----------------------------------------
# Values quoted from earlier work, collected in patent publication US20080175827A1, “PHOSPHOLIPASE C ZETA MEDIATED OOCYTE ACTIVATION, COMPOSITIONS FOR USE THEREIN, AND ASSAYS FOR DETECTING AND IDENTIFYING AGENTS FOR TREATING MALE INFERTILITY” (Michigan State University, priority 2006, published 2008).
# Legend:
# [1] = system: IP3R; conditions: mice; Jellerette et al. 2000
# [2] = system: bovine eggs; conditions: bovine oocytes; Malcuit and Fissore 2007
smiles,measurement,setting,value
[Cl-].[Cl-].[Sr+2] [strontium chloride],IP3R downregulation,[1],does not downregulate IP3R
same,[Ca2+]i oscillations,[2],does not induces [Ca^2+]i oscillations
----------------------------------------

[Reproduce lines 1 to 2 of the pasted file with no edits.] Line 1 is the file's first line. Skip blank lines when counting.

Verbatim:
# Values quoted from earlier work, collected in patent publication US20080175827A1, “PHOSPHOLIPASE C ZETA MEDIATED OOCYTE ACTIVATION, COMPOSITIONS FOR USE THEREIN, AND ASSAYS FOR DETECTING AND IDENTIFYING AGENTS FOR TREATING MALE INFERTILITY” (Michigan State University, priority 2006, published 2008).
# Legend: